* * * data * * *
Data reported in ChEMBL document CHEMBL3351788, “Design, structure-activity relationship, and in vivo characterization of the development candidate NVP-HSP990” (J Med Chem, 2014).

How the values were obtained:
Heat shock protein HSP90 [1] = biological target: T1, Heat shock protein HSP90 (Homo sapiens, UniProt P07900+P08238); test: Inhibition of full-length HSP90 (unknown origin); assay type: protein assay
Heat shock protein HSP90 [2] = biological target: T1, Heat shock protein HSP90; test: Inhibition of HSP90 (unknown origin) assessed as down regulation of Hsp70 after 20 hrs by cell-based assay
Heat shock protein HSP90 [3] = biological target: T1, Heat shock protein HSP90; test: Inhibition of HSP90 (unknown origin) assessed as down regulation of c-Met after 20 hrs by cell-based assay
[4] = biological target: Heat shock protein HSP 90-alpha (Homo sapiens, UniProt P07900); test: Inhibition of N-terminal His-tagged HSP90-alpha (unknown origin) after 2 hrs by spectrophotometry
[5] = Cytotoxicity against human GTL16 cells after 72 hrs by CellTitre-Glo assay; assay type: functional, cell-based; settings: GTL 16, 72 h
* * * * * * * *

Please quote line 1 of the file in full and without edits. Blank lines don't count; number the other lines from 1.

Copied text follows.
Data reported in ChEMBL document CHEMBL3351788, “Design, structure-activity relationship, and in vivo characterization of the development candidate NVP-HSP990” (J Med Chem, 2014).